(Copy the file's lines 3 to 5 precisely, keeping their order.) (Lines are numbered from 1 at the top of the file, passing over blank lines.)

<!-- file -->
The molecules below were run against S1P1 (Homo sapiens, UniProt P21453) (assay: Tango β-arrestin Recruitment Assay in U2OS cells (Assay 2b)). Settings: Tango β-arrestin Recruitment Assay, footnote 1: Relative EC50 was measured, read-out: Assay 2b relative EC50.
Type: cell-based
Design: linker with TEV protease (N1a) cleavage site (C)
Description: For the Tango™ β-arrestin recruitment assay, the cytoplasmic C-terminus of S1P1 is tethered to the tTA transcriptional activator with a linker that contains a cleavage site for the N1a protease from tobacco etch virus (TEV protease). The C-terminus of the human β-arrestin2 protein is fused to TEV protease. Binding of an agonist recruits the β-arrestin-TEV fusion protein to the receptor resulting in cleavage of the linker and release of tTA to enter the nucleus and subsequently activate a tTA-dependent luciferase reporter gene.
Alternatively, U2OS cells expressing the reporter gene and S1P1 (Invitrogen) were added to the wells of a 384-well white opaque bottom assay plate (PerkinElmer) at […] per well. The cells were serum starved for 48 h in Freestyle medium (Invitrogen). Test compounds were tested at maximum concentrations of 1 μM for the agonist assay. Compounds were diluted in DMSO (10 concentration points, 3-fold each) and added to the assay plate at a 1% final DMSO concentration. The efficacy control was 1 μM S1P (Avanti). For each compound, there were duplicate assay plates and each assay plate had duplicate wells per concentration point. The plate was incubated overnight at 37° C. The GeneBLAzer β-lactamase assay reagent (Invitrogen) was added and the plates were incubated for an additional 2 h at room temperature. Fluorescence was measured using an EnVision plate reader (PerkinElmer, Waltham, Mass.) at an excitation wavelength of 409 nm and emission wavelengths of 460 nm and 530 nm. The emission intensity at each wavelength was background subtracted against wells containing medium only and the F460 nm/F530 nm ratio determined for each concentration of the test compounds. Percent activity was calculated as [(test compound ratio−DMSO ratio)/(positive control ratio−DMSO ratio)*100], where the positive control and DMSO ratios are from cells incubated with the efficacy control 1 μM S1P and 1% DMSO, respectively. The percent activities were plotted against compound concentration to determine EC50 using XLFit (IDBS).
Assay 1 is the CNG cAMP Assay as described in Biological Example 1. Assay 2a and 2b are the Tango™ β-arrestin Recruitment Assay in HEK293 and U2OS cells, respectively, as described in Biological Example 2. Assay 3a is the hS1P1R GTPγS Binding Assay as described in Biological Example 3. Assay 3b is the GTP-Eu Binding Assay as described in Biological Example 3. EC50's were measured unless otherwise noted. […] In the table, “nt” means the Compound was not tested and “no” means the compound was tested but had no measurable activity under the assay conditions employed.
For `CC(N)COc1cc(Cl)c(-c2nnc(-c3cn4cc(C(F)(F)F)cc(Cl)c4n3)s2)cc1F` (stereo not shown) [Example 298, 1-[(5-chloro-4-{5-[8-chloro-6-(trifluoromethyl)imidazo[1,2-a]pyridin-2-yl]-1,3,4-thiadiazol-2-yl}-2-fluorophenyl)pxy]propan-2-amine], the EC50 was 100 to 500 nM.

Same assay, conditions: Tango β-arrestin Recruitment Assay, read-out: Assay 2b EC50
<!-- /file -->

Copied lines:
Design: linker with TEV protease (N1a) cleavage site (C)
Description: For the Tango™ β-arrestin recruitment assay, the cytoplasmic C-terminus of S1P1 is tethered to the tTA transcriptional activator with a linker that contains a cleavage site for the N1a protease from tobacco etch virus (TEV protease). The C-terminus of the human β-arrestin2 protein is fused to TEV protease. Binding of an agonist recruits the β-arrestin-TEV fusion protein to the receptor resulting in cleavage of the linker and release of tTA to enter the nucleus and subsequently activate a tTA-dependent luciferase reporter gene.
Alternatively, U2OS cells expressing the reporter gene and S1P1 (Invitrogen) were added to the wells of a 384-well white opaque bottom assay plate (PerkinElmer) at […] per well. The cells were serum starved for 48 h in Freestyle medium (Invitrogen). Test compounds were tested at maximum concentrations of 1 μM for the agonist assay. Compounds were diluted in DMSO (10 concentration points, 3-fold each) and added to the assay plate at a 1% final DMSO concentration. The efficacy control was 1 μM S1P (Avanti). For each compound, there were duplicate assay plates and each assay plate had duplicate wells per concentration point. The plate was incubated overnight at 37° C. The GeneBLAzer β-lactamase assay reagent (Invitrogen) was added and the plates were incubated for an additional 2 h at room temperature. Fluorescence was measured using an EnVision plate reader (PerkinElmer, Waltham, Mass.) at an excitation wavelength of 409 nm and emission wavelengths of 460 nm and 530 nm. The emission intensity at each wavelength was background subtracted against wells containing medium only and the F460 nm/F530 nm ratio determined for each concentration of the test compounds. Percent activity was calculated as [(test compound ratio−DMSO ratio)/(positive control ratio−DMSO ratio)*100], where the positive control and DMSO ratios are from cells incubated with the efficacy control 1 μM S1P and 1% DMSO, respectively. The percent activities were plotted against compound concentration to determine EC50 using XLFit (IDBS).